The thing about shipwrecks…
The 120 foot tuna boat sunk in about 35 feet of water, so it makes for a great snorkel. It is well marked with a buoy so we made our first pass in the dinghy from this point to get our bearings. First pass – nothing seen…hmmm…pretty sure we’re right over it – is visibility THAT bad over here?! Second pass – this time not into the glare of the morning sun – the fish begin to sparkle like diamonds on the enormous structure lying beneath – we’re here! Everyone geared up with excitement coupled with apprehension and made their way into the water. I say apprehension because this was indeed a ship that had sunk and we were now enjoying it for purely recreational purposes. There is a whole different perspective now living aboard a floating home that too could suffer a similar fate. Not to mention, the only other shipwreck the girls had experienced (from the surface) was the RMS Rhone in the British Virgin Islands that sank during a hurricane taking the lives of at least 123 people in the 1800s and now is an eerie dive that we’ve described in intense detail to the girls. Shipwrecks have tragic tales to tell and perhaps folklore and film have filled our minds with images of skeletons or large pelagic creatures lurking in the darkness, so I wasn’t surprised at the girls’ initial apprehension on this somewhat dark morning.
Our daughters have become absolute mermaids on this trip, so while that boosts my confidence about their abilities in the water, I’m always worried about them pushing their limits, especially here, with so many dark cavities to explore. Even so, the shallowest structures of the wreck are only a few feet underwater at places, making this an easy wreck to explore from the surface. The reef that has emerged houses the largest schools and most diverse group of fish we’ve seen yet. The visibility was great and everyone’s gear (for once) was working! We even saw a turtle seemingly unbothered by our presence until she determined it was time to disappear into the depths of the bay. The greatest part of the experience was that we could introduce the girls to the wonder of exploring a shipwreck that has been reborn as a coral reef, now buzzing with activity; without the need for dive tanks.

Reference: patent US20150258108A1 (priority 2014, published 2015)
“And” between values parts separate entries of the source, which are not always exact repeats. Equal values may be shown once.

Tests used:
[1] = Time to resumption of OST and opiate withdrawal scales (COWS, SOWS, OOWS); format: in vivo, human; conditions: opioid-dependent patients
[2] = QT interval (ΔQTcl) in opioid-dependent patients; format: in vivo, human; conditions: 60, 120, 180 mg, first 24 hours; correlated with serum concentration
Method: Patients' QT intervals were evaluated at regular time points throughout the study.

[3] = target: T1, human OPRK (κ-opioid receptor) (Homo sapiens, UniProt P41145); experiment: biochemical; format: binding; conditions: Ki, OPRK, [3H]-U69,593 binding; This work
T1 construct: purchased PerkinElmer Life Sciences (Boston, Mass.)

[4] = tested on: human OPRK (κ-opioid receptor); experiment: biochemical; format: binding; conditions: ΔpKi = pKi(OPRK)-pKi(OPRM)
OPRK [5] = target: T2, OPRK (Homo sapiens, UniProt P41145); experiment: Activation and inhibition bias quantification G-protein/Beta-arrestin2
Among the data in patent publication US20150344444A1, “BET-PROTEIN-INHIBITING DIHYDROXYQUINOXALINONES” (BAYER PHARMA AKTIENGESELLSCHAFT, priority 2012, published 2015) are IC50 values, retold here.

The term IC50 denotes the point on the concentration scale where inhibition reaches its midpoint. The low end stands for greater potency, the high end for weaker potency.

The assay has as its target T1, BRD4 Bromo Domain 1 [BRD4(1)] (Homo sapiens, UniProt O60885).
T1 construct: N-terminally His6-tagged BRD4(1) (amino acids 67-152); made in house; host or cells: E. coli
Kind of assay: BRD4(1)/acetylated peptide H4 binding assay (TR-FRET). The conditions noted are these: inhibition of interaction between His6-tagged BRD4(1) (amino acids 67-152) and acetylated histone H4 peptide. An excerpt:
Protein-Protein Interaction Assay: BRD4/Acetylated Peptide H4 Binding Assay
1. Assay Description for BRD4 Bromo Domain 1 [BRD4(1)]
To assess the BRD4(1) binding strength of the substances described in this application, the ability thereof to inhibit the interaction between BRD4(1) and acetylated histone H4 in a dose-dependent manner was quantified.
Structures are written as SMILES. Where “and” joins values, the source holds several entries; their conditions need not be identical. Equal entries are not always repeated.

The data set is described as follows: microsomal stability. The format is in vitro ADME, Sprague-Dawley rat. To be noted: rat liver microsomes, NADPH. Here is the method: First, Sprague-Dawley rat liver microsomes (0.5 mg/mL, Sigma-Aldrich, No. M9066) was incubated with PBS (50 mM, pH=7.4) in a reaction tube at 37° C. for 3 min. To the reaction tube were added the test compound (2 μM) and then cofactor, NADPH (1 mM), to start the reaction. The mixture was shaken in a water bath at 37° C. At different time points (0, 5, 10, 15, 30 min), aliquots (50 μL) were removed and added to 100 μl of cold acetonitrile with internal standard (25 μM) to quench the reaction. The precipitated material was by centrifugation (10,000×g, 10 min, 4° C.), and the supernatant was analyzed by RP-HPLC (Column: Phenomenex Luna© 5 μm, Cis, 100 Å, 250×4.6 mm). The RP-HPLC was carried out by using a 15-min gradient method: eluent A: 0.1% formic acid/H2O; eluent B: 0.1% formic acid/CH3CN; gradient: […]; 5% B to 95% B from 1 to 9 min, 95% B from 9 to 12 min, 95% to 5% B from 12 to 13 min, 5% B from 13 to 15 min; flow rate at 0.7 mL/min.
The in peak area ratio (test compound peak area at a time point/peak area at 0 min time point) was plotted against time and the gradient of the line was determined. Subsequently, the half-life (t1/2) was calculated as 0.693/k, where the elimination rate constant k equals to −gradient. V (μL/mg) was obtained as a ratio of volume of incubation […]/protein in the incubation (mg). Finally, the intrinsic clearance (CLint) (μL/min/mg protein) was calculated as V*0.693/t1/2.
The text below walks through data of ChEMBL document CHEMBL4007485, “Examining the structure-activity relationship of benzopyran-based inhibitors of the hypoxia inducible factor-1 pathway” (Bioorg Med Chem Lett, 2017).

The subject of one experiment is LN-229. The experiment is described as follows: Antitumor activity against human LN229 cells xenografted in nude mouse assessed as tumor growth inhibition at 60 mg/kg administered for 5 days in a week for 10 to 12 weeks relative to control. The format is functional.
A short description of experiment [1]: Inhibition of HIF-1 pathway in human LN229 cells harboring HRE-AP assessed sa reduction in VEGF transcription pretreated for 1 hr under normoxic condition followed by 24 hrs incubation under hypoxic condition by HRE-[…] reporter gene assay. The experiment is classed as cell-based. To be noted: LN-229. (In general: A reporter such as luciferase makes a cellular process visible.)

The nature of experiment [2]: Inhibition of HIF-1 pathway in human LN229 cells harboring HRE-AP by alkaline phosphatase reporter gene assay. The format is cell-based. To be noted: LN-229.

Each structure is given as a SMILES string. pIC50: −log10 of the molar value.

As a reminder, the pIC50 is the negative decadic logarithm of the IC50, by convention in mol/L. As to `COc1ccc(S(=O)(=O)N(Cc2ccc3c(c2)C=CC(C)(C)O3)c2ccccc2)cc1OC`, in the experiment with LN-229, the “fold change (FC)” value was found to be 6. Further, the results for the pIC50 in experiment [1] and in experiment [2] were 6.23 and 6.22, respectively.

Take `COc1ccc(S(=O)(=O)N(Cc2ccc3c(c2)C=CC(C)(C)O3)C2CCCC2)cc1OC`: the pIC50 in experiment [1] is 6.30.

After we had our fill of observing huge schools of Mexican Goatfish, following a pair of large King Angelfish, and appreciating the enormity of this vessel, we headed back to Tulum with a greater appreciation for Salinas. For the girls, we had dispelled the myth and mystery of exploring a shipwreck. They had been allowed to appreciate the transformative power of Mother Ocean, breathing new life into what was once a tragedy. I am remiss that I don’t know the full story of the shipwreck and despite some searches, can’t come up with anything beyond that it was a 120-foot tuna boat that sank after a butane tank exploded and the ship caught fire in 1981. I am thankful for the opportunity to explore the reef that has grown around it and to pay homage to what was once afloat with my family.
LF2SF respects the rules and customs of the places we go, which is why we didn’t get off the boat or snorkel this wreck earlier in the season when most water sports where shut down in the Loreto area. Regulations have eased somewhat in the area so we took the chance to get in this snorkel in surprisingly clear water. I was surprised at the abundance of fish life and taken aback to see an obviously very relaxed turtle slowly swim away as we approached one of the larger inner cavities. We didn’t penetrate or touch the wreck in any way, respecting the area and it’s life as we took only pictures (and it’s in a national park). The HelmsMistress works hard to bring you quality content once per week and we hope you’ll continue to read her stories. If you like her stories, the very best compliment she can get is your decision to keep reading our posts! Have a great day.